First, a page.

Genre Reviews Thriller

Things by Francine Garson

16 December 2019
Things Book Cover Things
Francine Garson
Independently published
November 20, 2019

Jenny Gilbert is what you might call a hoarder, but she's a neat hoarder. She's a clean hoarder. And she's keeping it ALL a big secret.

To everyone who knows her, Jenny is a successful young college counselor. But secretly, she is also a collector, some may even say a hoarder. As a former military brat, she is on a mission to find and reacquire the many relics of her childhood that she was forced to leave behind with each of her family's moves, and she has rented a secret second apartment to accommodate her growing obsession.

When Jenny reconnects with Nick, a man from her past, a romance begins. But, as she tries to hide an increasingly complicated web of secrets from the man she's falling in love with, she becomes enmeshed in a messy tangle of omissions, half-truths, and lies. Then, when Hurricane Sandy adjusts its course, aiming itself directly at both of her apartments on the New Jersey shore, Jenny finds herself catapulted into a truly desperate situation.

At its heart, Things is the story of a young woman searching for a sense of rootedness, a sense of home. But, she needs to learn that amassing physical things is not the way to find it, and that what she seeks is not an external thing at all. Her quest is aided, as well as complicated, by Nick's arrival and the looming threat of the most destructive hurricane in New Jersey's history.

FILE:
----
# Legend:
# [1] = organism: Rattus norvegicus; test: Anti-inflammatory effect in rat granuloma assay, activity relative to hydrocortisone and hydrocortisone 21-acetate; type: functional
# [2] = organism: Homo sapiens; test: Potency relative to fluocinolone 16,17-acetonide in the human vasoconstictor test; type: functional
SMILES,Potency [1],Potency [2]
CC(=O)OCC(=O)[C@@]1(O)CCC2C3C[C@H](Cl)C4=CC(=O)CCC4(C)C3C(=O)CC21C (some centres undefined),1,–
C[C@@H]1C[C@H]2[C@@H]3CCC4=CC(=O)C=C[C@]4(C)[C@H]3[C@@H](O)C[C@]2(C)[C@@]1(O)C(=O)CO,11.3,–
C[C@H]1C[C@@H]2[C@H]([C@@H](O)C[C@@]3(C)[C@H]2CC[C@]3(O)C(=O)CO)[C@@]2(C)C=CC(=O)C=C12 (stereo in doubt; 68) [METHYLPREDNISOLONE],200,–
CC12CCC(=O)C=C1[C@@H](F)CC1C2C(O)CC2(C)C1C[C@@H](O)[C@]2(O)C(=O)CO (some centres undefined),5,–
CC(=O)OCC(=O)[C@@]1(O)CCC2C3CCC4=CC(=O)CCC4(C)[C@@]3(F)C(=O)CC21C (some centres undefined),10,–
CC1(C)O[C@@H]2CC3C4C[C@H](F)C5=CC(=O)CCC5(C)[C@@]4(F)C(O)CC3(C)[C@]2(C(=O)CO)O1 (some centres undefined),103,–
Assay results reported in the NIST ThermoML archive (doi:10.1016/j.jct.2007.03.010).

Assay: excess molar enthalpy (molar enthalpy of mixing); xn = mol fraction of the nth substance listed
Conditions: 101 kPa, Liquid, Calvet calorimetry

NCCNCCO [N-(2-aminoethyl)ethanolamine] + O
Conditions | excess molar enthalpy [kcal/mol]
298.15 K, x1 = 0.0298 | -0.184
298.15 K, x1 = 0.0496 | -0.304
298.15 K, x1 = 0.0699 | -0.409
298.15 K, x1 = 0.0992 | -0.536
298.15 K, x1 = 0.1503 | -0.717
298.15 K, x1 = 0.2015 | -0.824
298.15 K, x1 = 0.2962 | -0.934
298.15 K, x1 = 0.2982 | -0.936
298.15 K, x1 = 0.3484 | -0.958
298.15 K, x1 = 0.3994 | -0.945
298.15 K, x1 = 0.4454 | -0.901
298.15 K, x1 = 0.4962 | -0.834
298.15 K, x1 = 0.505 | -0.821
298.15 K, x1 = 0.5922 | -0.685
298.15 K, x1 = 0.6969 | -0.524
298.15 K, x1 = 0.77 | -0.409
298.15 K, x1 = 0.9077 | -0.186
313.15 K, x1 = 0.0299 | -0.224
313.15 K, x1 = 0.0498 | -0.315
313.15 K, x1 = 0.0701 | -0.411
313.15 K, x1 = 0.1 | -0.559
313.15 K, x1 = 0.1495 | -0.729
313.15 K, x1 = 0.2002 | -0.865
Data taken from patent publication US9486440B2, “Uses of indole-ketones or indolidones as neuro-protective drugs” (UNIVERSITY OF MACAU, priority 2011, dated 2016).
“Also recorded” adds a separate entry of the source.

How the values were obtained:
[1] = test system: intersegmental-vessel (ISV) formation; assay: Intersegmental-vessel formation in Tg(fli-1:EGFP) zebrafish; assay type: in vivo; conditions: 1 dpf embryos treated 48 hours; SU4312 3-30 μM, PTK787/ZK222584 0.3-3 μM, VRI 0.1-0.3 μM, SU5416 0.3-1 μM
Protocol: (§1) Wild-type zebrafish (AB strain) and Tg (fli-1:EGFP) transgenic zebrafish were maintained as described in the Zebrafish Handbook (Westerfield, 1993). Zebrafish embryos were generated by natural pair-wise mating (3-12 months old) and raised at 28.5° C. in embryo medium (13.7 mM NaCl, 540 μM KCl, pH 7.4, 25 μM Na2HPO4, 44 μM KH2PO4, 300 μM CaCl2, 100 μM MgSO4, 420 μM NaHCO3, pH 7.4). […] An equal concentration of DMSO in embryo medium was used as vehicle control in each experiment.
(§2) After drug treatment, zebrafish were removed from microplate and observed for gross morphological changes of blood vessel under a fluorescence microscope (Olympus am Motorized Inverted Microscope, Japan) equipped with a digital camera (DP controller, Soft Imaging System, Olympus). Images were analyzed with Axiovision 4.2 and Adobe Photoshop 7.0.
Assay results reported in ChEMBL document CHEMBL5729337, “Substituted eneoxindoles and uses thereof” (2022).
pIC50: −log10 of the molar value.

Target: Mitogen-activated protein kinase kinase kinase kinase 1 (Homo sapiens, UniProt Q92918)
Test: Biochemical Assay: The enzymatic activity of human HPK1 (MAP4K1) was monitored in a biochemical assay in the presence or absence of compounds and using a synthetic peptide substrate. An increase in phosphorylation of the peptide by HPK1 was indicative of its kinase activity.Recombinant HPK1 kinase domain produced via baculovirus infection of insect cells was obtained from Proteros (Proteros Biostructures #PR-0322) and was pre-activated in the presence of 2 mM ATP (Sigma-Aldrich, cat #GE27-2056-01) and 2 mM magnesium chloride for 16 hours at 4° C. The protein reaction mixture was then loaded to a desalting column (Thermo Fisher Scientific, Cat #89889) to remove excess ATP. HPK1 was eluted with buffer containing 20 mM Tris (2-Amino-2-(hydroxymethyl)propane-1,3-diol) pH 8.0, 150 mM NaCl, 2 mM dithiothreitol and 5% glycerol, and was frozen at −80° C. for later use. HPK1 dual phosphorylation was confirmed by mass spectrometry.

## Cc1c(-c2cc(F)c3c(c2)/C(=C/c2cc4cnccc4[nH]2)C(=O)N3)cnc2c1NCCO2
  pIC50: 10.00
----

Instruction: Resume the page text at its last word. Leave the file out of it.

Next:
Francine Garson is a sweet person and a wonderful writer. Francine’s book is called “Things,” which she asked me to read for an honest review. I picked “Things” up on Kindle Unlimited, and this is my review. For the record, I read the book in one day.

Let me go into my first impressions here, and “Things” had my attention from moment one, on page one, on chapter one. The premise that the reader initially has is a unique one, and I don’t want to give spoilers. The protagonist purchases something that I do not believe anyone else would do, especially for the purposes in which it was purchased. I found this interesting, and I was hooked. The story dragged me into this fantastic world of intrigue.

The story goes into a detailed list of conditions that the protagonist might be suffering from. I’m not a psychiatrist, nor did I feel the need to look anything up, but I found the mental portion of the disorder to be unique. I haven’t really encountered a story like this before, and the uniqueness of the concept kept me going right up to the end of the novel.

For the next portion of the book, I am moving onto critiques, and I have only one. Unfortunately, for whatever reason, I was reading along and enjoying what had to be the final climactic scene of the book, and all of a sudden, it stopped mid-scene and sequence. That was it. There was nothing to the climax that had been building; there was no conclusion to the story; no end was given. I was left holding my book in disbelief as to what just happened, and all that remained was a sentence of dialogue that marked the end of the book. This was flabbergasting to me because of the progressive build of tension that was going to lead to an end and desperately needed to because of how intense it was, and yet there was nothing given because the book stopped.